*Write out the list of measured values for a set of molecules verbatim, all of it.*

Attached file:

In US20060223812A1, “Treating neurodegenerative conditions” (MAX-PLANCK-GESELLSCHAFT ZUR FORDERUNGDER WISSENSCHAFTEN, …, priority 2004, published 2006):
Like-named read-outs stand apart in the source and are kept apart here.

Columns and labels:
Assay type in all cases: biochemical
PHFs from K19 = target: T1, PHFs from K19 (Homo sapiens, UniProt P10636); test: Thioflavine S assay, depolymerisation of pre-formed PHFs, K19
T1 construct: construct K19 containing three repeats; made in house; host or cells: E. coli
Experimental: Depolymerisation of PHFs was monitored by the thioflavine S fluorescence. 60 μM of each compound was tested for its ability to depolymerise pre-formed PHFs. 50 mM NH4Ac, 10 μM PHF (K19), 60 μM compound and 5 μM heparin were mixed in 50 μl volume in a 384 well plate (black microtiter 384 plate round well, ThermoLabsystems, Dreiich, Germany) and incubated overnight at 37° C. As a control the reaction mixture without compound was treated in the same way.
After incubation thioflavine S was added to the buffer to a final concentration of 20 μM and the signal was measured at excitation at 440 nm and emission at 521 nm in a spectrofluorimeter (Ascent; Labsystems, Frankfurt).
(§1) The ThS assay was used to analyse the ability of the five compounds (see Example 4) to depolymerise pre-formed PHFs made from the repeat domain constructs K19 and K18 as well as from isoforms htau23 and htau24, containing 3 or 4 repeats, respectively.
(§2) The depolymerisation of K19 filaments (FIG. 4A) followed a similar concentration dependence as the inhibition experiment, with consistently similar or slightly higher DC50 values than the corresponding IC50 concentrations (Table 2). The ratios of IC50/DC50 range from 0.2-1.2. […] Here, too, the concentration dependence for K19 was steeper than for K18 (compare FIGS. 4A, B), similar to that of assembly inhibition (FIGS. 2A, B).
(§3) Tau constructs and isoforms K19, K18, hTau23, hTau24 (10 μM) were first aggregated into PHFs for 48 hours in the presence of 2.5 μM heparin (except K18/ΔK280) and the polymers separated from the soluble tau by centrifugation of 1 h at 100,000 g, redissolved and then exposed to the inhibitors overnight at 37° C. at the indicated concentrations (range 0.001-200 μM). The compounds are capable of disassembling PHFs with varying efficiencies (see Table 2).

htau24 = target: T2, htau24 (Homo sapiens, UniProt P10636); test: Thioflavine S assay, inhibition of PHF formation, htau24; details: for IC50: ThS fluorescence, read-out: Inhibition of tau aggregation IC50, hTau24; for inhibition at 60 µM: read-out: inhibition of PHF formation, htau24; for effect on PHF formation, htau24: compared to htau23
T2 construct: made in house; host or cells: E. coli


In US20060223812A1, “Treating neurodegenerative conditions” (MAX-PLANCK-GESELLSCHAFT ZUR FORDERUNGDER WISSENSCHAFTEN, …, priority 2004, published 2006):
Like-named read-outs stand apart in the source and are kept apart here.

Columns and labels:
Assay type in all cases: biochemical
PHFs from K19 = target: T1, PHFs from K19 (Homo sapiens, UniProt P10636); test: Thioflavine S assay, depolymerisation of pre-formed PHFs, K19
T1 construct: construct K19 containing three repeats; made in house; host or cells: E. coli
Experimental: Depolymerisation of PHFs was monitored by the thioflavine S fluorescence. 60 μM of each compound was tested for its ability to depolymerise pre-formed PHFs. 50 mM NH4Ac, 10 μM PHF (K19), 60 μM compound and 5 μM heparin were mixed in 50 μl volume in a 384 well plate (black microtiter 384 plate round well, ThermoLabsystems, Dreiich, Germany) and incubated overnight at 37° C. As a control the reaction mixture without compound was treated in the same way.
After incubation thioflavine S was added to the buffer to a final concentration of 20 μM and the signal was measured at excitation at 440 nm and emission at 521 nm in a spectrofluorimeter (Ascent; Labsystems, Frankfurt).
(§1) The ThS assay was used to analyse the ability of the five compounds (see Example 4) to depolymerise pre-formed PHFs made from the repeat domain constructs K19 and K18 as well as from isoforms htau23 and htau24, containing 3 or 4 repeats, respectively.
(§2) The depolymerisation of K19 filaments (FIG. 4A) followed a similar concentration dependence as the inhibition experiment, with consistently similar or slightly higher DC50 values than the corresponding IC50 concentrations (Table 2). The ratios of IC50/DC50 range from 0.2-1.2. […] Here, too, the concentration dependence for K19 was steeper than for K18 (compare FIGS. 4A, B), similar to that of assembly inhibition (FIGS. 2A, B).
(§3) Tau constructs and isoforms K19, K18, hTau23, hTau24 (10 μM) were first aggregated into PHFs for 48 hours in the presence of 2.5 μM heparin (except K18/ΔK280) and the polymers separated from the soluble tau by centrifugation of 1 h at 100,000 g, redissolved and then exposed to the inhibitors overnight at 37° C. at the indicated concentrations (range 0.001-200 μM). The compounds are capable of disassembling PHFs with varying efficiencies (see Table 2).

htau24 = target: T2, htau24 (Homo sapiens, UniProt P10636); test: Thioflavine S assay, inhibition of PHF formation, htau24; details: for IC50: ThS fluorescence, read-out: Inhibition of tau aggregation IC50, hTau24; for inhibition at 60 µM: read-out: inhibition of PHF formation, htau24; for effect on PHF formation, htau24: compared to htau23
T2 construct: made in house; host or cells: E. coli